Thursday, June 19, 2014

Night and Day - Closer look at Taylor

My first experience with Taylor was overwhelming. 
I could not imagine how the teachers and children function in the classroom with him. He seemed aggressive, disagreeable and hard to manage. Taylor is almost 5. If you saw him in a picture you would not know that he is disabled. He is a white male, bright blue eyes, and blonde hair. He is the only child of two loving parents. Taylor can walk with some assistance. He has seizures regularly. He has a very limited vocabulary and it is difficult for me to understand the few words he can say. I know I have heard him say “eat”. He is similar to a bull in a china shop when he is taken out of the special chair he sits in. He has very little impulse control. He will grab objects and put them in his mouth. He will throw toys and hit the other children. He grunts most of the time. The first day I saw him his nurse aid was out sick. He has a nurse aid because of all his medical issues. The classroom teacher had to literally follow him around and make sure he wasn’t hurting himself or other people. He was frustrated and would throw himself down. He would buck with his body too. The teacher often had to resort to putting him in his chair to keep everyone including him safe. He was all out of sorts. The teacher kept assuring me this wasn’t a typical day. I kept thinking I don’t know how you do this. When we went outside he was put into the swing and I saw the first signs of joy. He loves to swing. He has to be in an adapted swing because he can’t hang on to the typical chain swings with fully functional able bodied children use. The seat he used looked a lot like the seat used for a baby swing inside only much bigger. When we came back inside it was time for lunch. Taylor cannot feed himself without assistance. He requires someone to sit with him and present food on his tray. He is able with a lot of effort to grab his foot that has been cut in small pieces. He likes to try to negotiate using body language and grunts to get the food he prefers. He enjoys his food. It takes the entire lunch period for him to eat plus a little more time. Most of the other children eat, use the bathroom and get on their mats while he is still being fed. It takes a lot of concentration and effort for him to simply eat. Transitions are difficult. He doesn’t want to lay down. The teacher must sit with him while he tries to rest just in case he has a seizure or tries to get up and hurt another child. On this day all I see is destruction and frustration from him except for when he was in the swing. My second experience with Taylor was two days later. On this day his nurse aid was there. She has been working with him for almost a year. She brags about all his progress to me. Taylor is a completely different child with his nurse aid with him. He smiles and laughs. He is happy. He knows what to expect. He is still defiant at times but she resolves the issues quickly. She engages him indifferent activities in the classroom. She moves with him like a shadow. They have a rhythm and an understanding. This is not to say that the classroom teacher doesn’t love him but it is evident that Taylor feels different about his nurse aid. He is so much calmer and receptive to her corrections and attention. He grunts but doesn’t throw himself on the ground. He becomes part of the group activities much more seamlessly. When we move to outside he gets excited. The nurse aid moves him into the swing. She knows exactly how he likes to be pushed. He likes to swing from side to side. He laughs. The harder she pushes the happier he is, it seems like he likes the feedback and the movement. He is observant, taking in all the sounds. She notices and moves him so he can watch the cars driving by. He keeps on turning his head because of the sound he heard so she turned him. I watch as he moves his head to follow the moving cars. Swoosh! Swoosh! The cars whiz by. Taylor stays content while we are outside, then it is time to go in. He does not really want to leave but decides to give up the fight. His nurse aid tells me that his parents are very proactive with his care. His mom has been takinghim to Boston to receive hemp oil in a trial medical treatment. There have been side effects that were not expected but they believe it is the combination with milk and the hemp oil. He experienced several weeks of diarrhea following his treatment. His mom kept him home during that time. There is often communication via text messages with the teachers, nurse aid, and parents. His care is a team effort. Lunch time is much smoother when we go in this day. Taylor is a totally different child than the one I witnessed my first time in the classroom. He still takes a while to eat, much longer than the other children. She later transitions him to the mat. He wants nothing to do with napping. She literally has to hold him and protect herself from him. He is fighting to rest.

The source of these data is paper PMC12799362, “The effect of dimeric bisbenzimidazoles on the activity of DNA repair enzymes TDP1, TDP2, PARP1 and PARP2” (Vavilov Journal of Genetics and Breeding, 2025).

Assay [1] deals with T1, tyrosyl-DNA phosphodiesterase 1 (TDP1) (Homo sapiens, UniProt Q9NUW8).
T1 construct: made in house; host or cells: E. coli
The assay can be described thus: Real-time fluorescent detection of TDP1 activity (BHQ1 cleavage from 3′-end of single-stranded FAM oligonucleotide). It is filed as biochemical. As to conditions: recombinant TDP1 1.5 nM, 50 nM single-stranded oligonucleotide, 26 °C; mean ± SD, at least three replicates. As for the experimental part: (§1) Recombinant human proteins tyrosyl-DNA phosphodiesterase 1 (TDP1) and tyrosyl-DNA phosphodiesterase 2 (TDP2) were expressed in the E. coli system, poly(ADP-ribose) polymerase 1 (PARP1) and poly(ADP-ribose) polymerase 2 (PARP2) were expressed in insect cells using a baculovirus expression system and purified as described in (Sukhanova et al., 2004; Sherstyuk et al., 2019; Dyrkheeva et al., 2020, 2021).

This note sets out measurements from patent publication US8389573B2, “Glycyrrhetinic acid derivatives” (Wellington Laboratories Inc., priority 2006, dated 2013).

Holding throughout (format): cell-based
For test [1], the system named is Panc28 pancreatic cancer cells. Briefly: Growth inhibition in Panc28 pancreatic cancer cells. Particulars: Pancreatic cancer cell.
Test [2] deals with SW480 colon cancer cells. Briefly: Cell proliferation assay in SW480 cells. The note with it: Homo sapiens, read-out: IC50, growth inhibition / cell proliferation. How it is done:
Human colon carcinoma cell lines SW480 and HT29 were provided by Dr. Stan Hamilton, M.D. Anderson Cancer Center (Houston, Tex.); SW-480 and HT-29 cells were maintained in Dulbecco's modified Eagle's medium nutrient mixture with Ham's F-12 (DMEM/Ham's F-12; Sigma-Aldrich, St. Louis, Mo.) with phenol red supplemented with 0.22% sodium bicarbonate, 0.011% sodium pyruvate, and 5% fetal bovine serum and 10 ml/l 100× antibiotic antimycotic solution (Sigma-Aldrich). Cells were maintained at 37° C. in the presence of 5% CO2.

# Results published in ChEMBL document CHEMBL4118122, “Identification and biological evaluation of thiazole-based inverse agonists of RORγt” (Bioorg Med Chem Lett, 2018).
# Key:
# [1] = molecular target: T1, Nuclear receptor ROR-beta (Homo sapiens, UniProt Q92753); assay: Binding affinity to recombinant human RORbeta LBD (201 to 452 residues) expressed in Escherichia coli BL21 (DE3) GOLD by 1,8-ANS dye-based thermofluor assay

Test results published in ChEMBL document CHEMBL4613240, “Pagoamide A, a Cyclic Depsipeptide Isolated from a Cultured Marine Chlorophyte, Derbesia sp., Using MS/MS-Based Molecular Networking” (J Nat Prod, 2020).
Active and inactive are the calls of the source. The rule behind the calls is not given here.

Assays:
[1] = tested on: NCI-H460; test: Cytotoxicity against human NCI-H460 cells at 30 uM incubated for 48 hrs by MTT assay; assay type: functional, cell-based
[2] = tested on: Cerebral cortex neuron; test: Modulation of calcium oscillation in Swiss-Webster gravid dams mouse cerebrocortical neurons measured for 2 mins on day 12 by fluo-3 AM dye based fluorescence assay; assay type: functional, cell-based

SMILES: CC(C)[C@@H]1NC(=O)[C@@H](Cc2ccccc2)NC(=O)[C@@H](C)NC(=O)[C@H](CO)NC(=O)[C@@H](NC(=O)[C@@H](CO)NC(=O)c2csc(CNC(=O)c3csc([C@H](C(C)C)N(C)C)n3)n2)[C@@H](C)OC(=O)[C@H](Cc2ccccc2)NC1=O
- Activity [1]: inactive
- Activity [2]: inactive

The nurse aid and teacher work together to clean him up and contact mom. He is picked up early from school.
My third experience with Taylor was today. Today he did not  have his regular nurse aid but a different one that has been with him regularly on Thursdays. He is not as happy with her but listens and does well. During nap time another woman comes in to work with him on sign language. Taylor is lucky because his parents have the financial resources to provide extras most children would not be able to get.
This makes me think of the privilege money affords disabled children. There are children who are not afforded the resources Taylor receives. When I first met him I thought why is so defiant. But then I realized that he was not getting what he needed nor what he was used to. I think we are all that way, it is just that he can’t express it in words. He can’t say where is my regular nurse aid? Why is this lady here today? He grunts and throws himself on the floor. It reminds me we have to look at the whole student not just the pieces.
I am so thankful for my abilities. I am also thankful my eyes have been opened and my heart for knowing Taylor for this brief time.